Finishing Off the First Two Layers
For the third lesson, the next two steps of the cube are covered in one. This is because they are very similar stages and both use similar setups, so it’s easy to learn them together. At the end of this lesson, a student should be able to solve the first two layers of the cube, which should be a massive confidence boost, especially with the slow, difficult start that was covered in the previous lesson.
The cubes can either be distributed with solved crosses or completely scrambled. This is dependent on how quickly students are able to solve the cross again. If you don’t think your students can complete the cross in the first ten or so minutes of the lesson, then it is advised that the cubes are distributed with solved crosses, and in this case students should be told to practice the cross more in their own time.
Recap and Overview
To start the lesson, another short recap is provided on both the first and second lesson contents. If you are confident in the ability of your students to solve the cross themselves, here would be a good time to have them do that. If not, the questions provide a rounded recap including both algorithms so students can make sure they remember them. The following slide asks them to attempt to solve the cross. As the slide says, the students must have cubes with solved crosses in front of them, ready for the next stage.
The students are then introduced to how the next two stages break down. The first layer is completed by inserting the four corners around the cross, and then the second layer is completed by inserting the four edges between the centres. Pictures are provided, and these should help encourage students as the final picture shows a cube with the first two layers done.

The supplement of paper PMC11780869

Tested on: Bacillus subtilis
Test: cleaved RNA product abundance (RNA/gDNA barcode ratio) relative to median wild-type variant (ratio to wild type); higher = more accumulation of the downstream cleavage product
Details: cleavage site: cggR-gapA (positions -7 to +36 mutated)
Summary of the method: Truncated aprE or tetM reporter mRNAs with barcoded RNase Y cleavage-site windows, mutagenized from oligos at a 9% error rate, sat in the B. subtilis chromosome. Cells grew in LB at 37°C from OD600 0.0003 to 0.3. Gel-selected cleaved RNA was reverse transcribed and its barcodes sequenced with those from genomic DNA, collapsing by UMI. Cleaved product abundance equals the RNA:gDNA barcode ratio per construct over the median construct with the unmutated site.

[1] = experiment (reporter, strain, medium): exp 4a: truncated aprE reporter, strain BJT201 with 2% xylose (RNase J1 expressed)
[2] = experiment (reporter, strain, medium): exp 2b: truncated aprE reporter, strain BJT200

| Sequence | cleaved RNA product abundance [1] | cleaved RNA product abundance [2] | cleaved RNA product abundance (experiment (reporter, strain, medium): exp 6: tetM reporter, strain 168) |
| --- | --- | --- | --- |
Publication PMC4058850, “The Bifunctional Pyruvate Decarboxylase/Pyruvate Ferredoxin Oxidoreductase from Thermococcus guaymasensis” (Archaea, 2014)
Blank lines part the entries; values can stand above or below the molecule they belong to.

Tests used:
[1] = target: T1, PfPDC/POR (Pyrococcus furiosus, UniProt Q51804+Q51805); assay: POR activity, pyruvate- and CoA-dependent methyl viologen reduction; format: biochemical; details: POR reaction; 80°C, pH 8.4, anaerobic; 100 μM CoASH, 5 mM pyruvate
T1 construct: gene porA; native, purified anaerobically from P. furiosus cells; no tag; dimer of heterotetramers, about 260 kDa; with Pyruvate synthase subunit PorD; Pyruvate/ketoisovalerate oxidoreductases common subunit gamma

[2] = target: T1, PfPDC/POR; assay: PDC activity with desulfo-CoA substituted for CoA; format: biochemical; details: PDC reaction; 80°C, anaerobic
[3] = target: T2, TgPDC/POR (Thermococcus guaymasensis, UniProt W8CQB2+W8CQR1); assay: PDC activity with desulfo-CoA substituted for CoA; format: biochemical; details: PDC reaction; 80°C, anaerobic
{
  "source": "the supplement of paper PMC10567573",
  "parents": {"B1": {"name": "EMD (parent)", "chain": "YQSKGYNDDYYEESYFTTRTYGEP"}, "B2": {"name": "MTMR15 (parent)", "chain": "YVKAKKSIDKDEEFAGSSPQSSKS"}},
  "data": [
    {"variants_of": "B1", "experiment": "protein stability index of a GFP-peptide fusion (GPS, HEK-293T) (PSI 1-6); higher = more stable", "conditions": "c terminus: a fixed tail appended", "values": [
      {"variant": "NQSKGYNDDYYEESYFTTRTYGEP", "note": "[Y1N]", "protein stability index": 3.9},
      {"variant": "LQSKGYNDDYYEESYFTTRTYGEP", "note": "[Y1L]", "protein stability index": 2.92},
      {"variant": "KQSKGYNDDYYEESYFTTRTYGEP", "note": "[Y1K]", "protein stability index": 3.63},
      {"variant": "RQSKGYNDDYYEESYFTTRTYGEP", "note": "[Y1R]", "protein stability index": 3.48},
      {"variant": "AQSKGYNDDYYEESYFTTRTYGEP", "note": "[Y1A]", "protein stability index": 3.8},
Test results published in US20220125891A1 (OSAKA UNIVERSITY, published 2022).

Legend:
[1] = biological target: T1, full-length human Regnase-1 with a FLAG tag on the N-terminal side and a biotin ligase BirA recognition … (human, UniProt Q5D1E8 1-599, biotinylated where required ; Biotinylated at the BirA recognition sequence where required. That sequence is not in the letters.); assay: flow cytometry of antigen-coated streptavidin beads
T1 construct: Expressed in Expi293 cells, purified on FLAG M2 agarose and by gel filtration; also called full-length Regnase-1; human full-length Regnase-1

Corners and Edges
Both of the stages follow the same structure, so notes will be provided for both stages at once with some extra notes for individual steps that are slightly different/unique
The student is told how to position their cube in order to complete the next step. A picture is provided that shows students which pieces on the cube they are going to be using. They are then told to locate a specific piece (white-orange-green corner, orange-green edge) on the cube and to see if it is in one of the highlighted positions.
The student is then introduced to an algorithm that removes awkward pieces. This term is used to describe pieces that are seemingly locked in between pieces you have already inserted, so algorithms are used to guide students through the process of removing these pieces whilst keeping their progress undisturbed.
The students are then told to position the specific piece located earlier using both the awkward algorithm and any additional U moves that may be required.
For the corners, the algorithm that is used needs to be repeated as many as six times before the desired outcome is reached. This is different to the edges in which the algorithm is performed once for each edge insertion.
In both cases, the algorithms that remove awkward pieces are the same as the algorithms to insert the correct pieces (the edges have two algorithms, of which the awkward piece algorithm is the same as one of them). This is done to minimize the number of complicated sequences the students have to learn. For the corners, the student is told to perform this algorithm as many times as needed and is given picture guides to show them the solved position that they are looking for. For the edges, this is not necessary. For both, the algorithms are provided and a picture is shown telling students which orientation they need to hold their cube in.
The next slide shows animations of each of these steps taking place. Some of them move fairly quickly, but students must be ensured that these are only the algorithms that they have already learnt being done.
The penultimate slides lay out the steps that need to be performed to each piece that needs to be solved. These should be left up whilst students attempt to solve all four pieces for each stage.
Finally, the students are shown the progress of the solve and congratulates them on what they’ve achieved.